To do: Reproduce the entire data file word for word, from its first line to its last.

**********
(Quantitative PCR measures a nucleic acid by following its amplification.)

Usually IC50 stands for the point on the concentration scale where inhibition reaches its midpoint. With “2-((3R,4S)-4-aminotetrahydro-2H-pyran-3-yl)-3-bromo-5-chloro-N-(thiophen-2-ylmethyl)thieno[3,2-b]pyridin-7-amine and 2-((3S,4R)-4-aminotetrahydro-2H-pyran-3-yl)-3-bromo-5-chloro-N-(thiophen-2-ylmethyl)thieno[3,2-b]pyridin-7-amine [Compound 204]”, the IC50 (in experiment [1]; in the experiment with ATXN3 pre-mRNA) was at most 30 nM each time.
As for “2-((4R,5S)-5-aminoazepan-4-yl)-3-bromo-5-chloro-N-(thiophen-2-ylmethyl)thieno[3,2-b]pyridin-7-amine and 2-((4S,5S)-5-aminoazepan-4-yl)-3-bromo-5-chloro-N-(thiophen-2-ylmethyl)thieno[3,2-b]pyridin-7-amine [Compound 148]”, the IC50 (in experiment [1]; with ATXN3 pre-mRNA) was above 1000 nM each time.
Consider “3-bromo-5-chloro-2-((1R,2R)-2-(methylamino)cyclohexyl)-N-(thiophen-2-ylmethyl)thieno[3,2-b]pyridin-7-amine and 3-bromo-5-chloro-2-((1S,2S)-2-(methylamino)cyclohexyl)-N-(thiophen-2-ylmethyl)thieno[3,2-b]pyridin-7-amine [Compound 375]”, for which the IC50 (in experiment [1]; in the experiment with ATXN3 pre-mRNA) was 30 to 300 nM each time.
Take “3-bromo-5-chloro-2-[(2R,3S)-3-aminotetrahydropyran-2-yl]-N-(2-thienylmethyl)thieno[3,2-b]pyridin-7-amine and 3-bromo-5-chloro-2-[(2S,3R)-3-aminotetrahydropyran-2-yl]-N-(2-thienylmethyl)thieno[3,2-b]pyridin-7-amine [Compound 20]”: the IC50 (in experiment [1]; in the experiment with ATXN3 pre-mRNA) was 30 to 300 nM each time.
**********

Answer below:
(Quantitative PCR measures a nucleic acid by following its amplification.)

Usually IC50 stands for the point on the concentration scale where inhibition reaches its midpoint. With “2-((3R,4S)-4-aminotetrahydro-2H-pyran-3-yl)-3-bromo-5-chloro-N-(thiophen-2-ylmethyl)thieno[3,2-b]pyridin-7-amine and 2-((3S,4R)-4-aminotetrahydro-2H-pyran-3-yl)-3-bromo-5-chloro-N-(thiophen-2-ylmethyl)thieno[3,2-b]pyridin-7-amine [Compound 204]”, the IC50 (in experiment [1]; in the experiment with ATXN3 pre-mRNA) was at most 30 nM each time.
As for “2-((4R,5S)-5-aminoazepan-4-yl)-3-bromo-5-chloro-N-(thiophen-2-ylmethyl)thieno[3,2-b]pyridin-7-amine and 2-((4S,5S)-5-aminoazepan-4-yl)-3-bromo-5-chloro-N-(thiophen-2-ylmethyl)thieno[3,2-b]pyridin-7-amine [Compound 148]”, the IC50 (in experiment [1]; with ATXN3 pre-mRNA) was above 1000 nM each time.
Consider “3-bromo-5-chloro-2-((1R,2R)-2-(methylamino)cyclohexyl)-N-(thiophen-2-ylmethyl)thieno[3,2-b]pyridin-7-amine and 3-bromo-5-chloro-2-((1S,2S)-2-(methylamino)cyclohexyl)-N-(thiophen-2-ylmethyl)thieno[3,2-b]pyridin-7-amine [Compound 375]”, for which the IC50 (in experiment [1]; in the experiment with ATXN3 pre-mRNA) was 30 to 300 nM each time.
Take “3-bromo-5-chloro-2-[(2R,3S)-3-aminotetrahydropyran-2-yl]-N-(2-thienylmethyl)thieno[3,2-b]pyridin-7-amine and 3-bromo-5-chloro-2-[(2S,3R)-3-aminotetrahydropyran-2-yl]-N-(2-thienylmethyl)thieno[3,2-b]pyridin-7-amine [Compound 20]”: the IC50 (in experiment [1]; in the experiment with ATXN3 pre-mRNA) was 30 to 300 nM each time.